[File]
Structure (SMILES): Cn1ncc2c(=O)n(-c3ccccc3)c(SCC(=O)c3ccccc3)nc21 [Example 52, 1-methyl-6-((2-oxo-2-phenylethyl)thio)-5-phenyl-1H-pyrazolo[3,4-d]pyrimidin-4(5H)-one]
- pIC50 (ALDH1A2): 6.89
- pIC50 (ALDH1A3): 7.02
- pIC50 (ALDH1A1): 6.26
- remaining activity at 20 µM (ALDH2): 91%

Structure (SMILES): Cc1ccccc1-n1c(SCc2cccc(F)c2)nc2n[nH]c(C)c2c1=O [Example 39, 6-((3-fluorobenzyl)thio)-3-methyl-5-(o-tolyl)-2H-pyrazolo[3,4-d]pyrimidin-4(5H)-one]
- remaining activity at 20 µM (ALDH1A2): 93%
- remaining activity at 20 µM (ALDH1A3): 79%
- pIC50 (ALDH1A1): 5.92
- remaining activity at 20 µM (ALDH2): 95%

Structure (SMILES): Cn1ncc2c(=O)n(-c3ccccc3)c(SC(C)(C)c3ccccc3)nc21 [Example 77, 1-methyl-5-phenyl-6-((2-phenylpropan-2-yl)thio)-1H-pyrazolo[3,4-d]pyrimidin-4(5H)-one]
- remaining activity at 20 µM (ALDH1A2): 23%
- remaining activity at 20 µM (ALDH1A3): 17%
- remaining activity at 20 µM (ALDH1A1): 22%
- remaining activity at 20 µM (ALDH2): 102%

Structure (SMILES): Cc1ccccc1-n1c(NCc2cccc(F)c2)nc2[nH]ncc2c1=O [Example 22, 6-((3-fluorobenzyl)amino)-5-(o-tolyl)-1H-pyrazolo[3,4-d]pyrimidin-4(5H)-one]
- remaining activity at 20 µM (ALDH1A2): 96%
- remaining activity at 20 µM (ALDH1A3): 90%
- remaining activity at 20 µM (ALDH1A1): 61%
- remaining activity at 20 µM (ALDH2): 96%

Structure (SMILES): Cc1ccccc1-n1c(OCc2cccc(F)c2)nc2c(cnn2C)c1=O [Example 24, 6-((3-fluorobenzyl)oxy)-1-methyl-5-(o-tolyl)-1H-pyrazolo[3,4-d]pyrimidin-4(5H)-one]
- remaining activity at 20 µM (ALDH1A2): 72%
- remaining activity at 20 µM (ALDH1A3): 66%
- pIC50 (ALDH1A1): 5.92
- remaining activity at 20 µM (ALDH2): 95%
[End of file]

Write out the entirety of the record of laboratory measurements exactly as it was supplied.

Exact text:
Structure (SMILES): Cn1ncc2c(=O)n(-c3ccccc3)c(SCC(=O)c3ccccc3)nc21 [Example 52, 1-methyl-6-((2-oxo-2-phenylethyl)thio)-5-phenyl-1H-pyrazolo[3,4-d]pyrimidin-4(5H)-one]
- pIC50 (ALDH1A2): 6.89
- pIC50 (ALDH1A3): 7.02
- pIC50 (ALDH1A1): 6.26
- remaining activity at 20 µM (ALDH2): 91%

Structure (SMILES): Cc1ccccc1-n1c(SCc2cccc(F)c2)nc2n[nH]c(C)c2c1=O [Example 39, 6-((3-fluorobenzyl)thio)-3-methyl-5-(o-tolyl)-2H-pyrazolo[3,4-d]pyrimidin-4(5H)-one]
- remaining activity at 20 µM (ALDH1A2): 93%
- remaining activity at 20 µM (ALDH1A3): 79%
- pIC50 (ALDH1A1): 5.92
- remaining activity at 20 µM (ALDH2): 95%

Structure (SMILES): Cn1ncc2c(=O)n(-c3ccccc3)c(SC(C)(C)c3ccccc3)nc21 [Example 77, 1-methyl-5-phenyl-6-((2-phenylpropan-2-yl)thio)-1H-pyrazolo[3,4-d]pyrimidin-4(5H)-one]
- remaining activity at 20 µM (ALDH1A2): 23%
- remaining activity at 20 µM (ALDH1A3): 17%
- remaining activity at 20 µM (ALDH1A1): 22%
- remaining activity at 20 µM (ALDH2): 102%

Structure (SMILES): Cc1ccccc1-n1c(NCc2cccc(F)c2)nc2[nH]ncc2c1=O [Example 22, 6-((3-fluorobenzyl)amino)-5-(o-tolyl)-1H-pyrazolo[3,4-d]pyrimidin-4(5H)-one]
- remaining activity at 20 µM (ALDH1A2): 96%
- remaining activity at 20 µM (ALDH1A3): 90%
- remaining activity at 20 µM (ALDH1A1): 61%
- remaining activity at 20 µM (ALDH2): 96%

Structure (SMILES): Cc1ccccc1-n1c(OCc2cccc(F)c2)nc2c(cnn2C)c1=O [Example 24, 6-((3-fluorobenzyl)oxy)-1-methyl-5-(o-tolyl)-1H-pyrazolo[3,4-d]pyrimidin-4(5H)-one]
- remaining activity at 20 µM (ALDH1A2): 72%
- remaining activity at 20 µM (ALDH1A3): 66%
- pIC50 (ALDH1A1): 5.92
- remaining activity at 20 µM (ALDH2): 95%